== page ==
Why? I've enjoyed his books and the museum he started in New Orleans is incredible IMHO.

Offline Dave in Fairfax

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Re: "Holiday Road" - The Official Vacation Thread
« Reply #3735: February 20, 2024, 01:10:35 PM »
Why? I've enjoyed his books and the museum he started in New Orleans is incredible IMHO.
As a historian, I despise his unprofessional and self-congratulatory approach. When called out for errors, he defended himself by saying he was simply telling stories. And that's not even getting into the repeated acts of plagiarism, which he defended on essentially the same grounds - to paraphrase, "I'm just telling stories. Quotation marks, citations and footnotes are for those fuddy-duddy academics."

Band of Brothers is particularly egregious, since his approach to so-called oral history was to simply record the recollections of veterans, without actually doing the historian's job of fact-checking. You average soldier, who was more concerned with staying alive, was less likely to remember a lot of details accurately, especially when trying to recall them decades later. And HBO compounded the errors by failing to fact-check the book when they were producing the miniseries.

The treatment of Albert Blithe is one of the worst examples. The book and miniseries effectively treat him like a coward, and tell us that he died of the wounds he received in Normandy, apparently solely based on the recollections of the members of Easy Company to which Ambrose talked. Blithe not only did not die, he remained in the Army until his death in 1967. He was a decorated veteran of World War II and Korea, and was a Master Sergeant at the time of his death.

Just today alone, I've spent several hours going through primary sources to ensure that I did not mix up two WWI German railway officers with the same surname, due the the annoying Prussian tendency to omit given names in rank and seniority lists and the journals that gazetted promotions and awards. I cannot imagine Ambrose would have bothered.

Offline imref

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Re: "Holiday Road" - The Official Vacation Thread
« Reply #3736: February 20, 2024, 01:16:06 PM »
I appreciate the insight. Thank you!

Offline JCA-CrystalCity

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Re: "Holiday Road" - The Official Vacation Thread
« Reply #3737: February 20, 2024, 01:31:59 PM »
The treatment of Albert Blithe is one of the worst examples. The book and miniseries effectively treat him like a coward, and tell us that he died of the wounds he received in Normandy, apparently solely based on the recollections of the members of Easy Company to which Ambrose talked. Blithe not only did not die, he remained in the Army until his death in 1967. He was a decorated veteran of World War II and Korea, and was a Master Sergeant at the time of his death.
My goodness. I didn't think they painted him as a coward so much as stressed in combat and human. The way they told the story, Blithe did step up once he had that under control. I thought it was pretty humane. That said, to have him dead when he survived was appalling.

Offline blue911

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Re: "Holiday Road" - The Official Vacation Thread
« Reply #3738: February 20, 2024, 01:54:22 PM »
As a historian, I despise his unprofessional and self-congratulatory approach. When called out for errors, he defended himself by saying he was simply telling stories. And that's not even getting into the repeated acts of plagiarism, which he defended on essentially the same grounds - to paraphrase, "I'm just telling stories. Quotation marks, citations and footnotes are for those fuddy-duddy academics."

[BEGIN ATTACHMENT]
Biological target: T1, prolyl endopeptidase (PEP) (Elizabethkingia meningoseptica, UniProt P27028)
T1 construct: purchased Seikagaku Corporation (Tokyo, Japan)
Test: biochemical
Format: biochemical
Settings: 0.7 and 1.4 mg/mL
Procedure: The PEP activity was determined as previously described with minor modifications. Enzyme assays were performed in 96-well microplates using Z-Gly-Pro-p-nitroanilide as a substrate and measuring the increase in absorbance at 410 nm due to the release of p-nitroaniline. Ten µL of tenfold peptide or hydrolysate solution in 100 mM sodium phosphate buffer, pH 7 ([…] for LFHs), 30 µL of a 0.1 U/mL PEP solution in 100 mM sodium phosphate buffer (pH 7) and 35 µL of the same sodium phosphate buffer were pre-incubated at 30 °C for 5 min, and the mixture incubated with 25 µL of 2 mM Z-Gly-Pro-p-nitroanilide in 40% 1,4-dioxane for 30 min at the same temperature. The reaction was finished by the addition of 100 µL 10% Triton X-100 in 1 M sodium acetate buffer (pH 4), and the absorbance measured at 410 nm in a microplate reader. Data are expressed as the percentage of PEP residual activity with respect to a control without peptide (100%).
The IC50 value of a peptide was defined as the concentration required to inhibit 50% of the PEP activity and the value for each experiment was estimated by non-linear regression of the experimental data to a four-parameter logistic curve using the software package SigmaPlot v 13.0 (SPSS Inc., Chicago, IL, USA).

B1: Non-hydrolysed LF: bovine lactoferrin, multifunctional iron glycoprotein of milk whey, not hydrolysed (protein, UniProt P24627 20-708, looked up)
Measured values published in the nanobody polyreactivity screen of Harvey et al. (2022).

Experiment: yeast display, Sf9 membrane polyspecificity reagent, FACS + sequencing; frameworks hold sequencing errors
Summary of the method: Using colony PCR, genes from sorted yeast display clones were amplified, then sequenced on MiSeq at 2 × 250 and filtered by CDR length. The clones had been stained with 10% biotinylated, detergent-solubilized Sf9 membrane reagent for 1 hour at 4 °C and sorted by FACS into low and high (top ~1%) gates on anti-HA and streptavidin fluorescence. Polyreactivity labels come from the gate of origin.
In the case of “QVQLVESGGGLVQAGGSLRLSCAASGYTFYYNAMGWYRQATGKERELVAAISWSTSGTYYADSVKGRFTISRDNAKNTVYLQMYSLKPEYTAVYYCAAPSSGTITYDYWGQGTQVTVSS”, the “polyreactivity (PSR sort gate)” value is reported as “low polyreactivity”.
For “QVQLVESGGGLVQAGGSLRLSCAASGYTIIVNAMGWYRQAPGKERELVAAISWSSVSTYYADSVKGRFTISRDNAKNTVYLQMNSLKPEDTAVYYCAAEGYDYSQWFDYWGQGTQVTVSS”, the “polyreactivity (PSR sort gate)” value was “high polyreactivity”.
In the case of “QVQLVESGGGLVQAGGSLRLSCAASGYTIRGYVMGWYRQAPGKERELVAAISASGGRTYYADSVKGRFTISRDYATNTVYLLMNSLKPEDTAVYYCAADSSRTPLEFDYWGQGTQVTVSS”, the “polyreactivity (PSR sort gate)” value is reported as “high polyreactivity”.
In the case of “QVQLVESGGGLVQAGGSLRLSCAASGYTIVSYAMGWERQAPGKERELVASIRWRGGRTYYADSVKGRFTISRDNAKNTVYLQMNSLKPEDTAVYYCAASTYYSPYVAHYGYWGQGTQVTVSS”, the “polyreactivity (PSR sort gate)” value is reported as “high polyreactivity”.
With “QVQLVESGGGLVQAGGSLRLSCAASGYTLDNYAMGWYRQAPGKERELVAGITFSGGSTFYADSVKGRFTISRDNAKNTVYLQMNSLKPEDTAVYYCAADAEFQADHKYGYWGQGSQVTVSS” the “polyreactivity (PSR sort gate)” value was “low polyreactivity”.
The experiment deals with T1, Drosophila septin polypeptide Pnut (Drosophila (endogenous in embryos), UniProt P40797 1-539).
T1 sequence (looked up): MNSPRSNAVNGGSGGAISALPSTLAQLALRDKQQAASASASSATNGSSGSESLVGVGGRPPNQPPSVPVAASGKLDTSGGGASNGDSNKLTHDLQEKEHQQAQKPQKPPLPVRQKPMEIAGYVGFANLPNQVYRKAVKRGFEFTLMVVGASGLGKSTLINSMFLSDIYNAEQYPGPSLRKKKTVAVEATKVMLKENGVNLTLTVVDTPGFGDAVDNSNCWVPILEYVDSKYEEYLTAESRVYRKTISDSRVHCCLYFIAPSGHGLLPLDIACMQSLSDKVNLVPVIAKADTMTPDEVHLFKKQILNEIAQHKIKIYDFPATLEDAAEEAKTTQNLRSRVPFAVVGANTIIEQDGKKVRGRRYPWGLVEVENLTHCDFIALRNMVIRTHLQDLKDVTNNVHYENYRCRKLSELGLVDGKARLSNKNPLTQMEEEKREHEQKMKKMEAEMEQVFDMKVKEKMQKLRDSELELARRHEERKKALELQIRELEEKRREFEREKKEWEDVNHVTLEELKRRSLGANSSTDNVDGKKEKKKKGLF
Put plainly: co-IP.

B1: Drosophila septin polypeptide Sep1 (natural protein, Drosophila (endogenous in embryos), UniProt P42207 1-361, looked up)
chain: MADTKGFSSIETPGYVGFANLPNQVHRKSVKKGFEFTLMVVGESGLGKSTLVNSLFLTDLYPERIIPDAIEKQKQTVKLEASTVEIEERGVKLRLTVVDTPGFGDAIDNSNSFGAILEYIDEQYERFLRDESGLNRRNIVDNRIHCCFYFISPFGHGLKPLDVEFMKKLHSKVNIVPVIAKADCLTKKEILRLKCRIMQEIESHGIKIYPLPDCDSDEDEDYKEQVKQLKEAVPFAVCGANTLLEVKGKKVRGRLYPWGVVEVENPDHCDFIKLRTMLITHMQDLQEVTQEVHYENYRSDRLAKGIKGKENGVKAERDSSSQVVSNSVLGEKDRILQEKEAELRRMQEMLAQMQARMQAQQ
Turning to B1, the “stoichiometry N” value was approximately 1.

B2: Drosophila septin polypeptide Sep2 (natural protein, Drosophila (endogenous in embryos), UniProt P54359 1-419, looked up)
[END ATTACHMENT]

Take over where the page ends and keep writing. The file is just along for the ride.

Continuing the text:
Band of Brothers is particularly egregious, since his approach to so-called oral history was to simply record the recollections of veterans, without actually doing the historian's job of fact-checking. You average soldier, who was more concerned with staying alive, was less likely to remember a lot of details accurately, especially when trying to recall them decades later. And HBO compounded the errors by failing to fact-check the book when they were producing the miniseries.

The treatment of Albert Blithe is one of the worst examples. The book and miniseries effectively treat him like a coward, and tell us that he died of the wounds he received in Normandy, apparently solely based on the recollections of the members of Easy Company to which Ambrose talked. Blithe not only did not die, he remained in the Army until his death in 1967. He was a decorated veteran of World War II and Korea, and was a Master Sergeant at the time of his death.

Just today alone, I've spent several hours going through primary sources to ensure that I did not mix up two WWI German railway officers with the same surname, due the the annoying Prussian tendency to omit given names in rank and seniority lists and the journals that gazetted promotions and awards. I cannot imagine Ambrose would have bothered.

How do you feel about William Prescott?

Offline Natsinpwc

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Re: "Holiday Road" - The Official Vacation Thread
« Reply #3739: February 20, 2024, 02:42:17 PM »
Ambrose sounds like the Doctor Oz of historians.

Offline Ali the Baseball Cat

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Re: "Holiday Road" - The Official Vacation Thread
« Reply #3740: February 20, 2024, 04:47:51 PM »
"Haptmann Hinke!"  Chorus: "Jawohl"
Just today alone, I've spent several hours going through primary sources to ensure that I did not mix up two WWI German railway officers with the same surname, due the the annoying Prussian tendency to omit given names in rank and seniority lists and the journals that gazetted promotions and awards. I cannot imagine Ambrose would have bothered.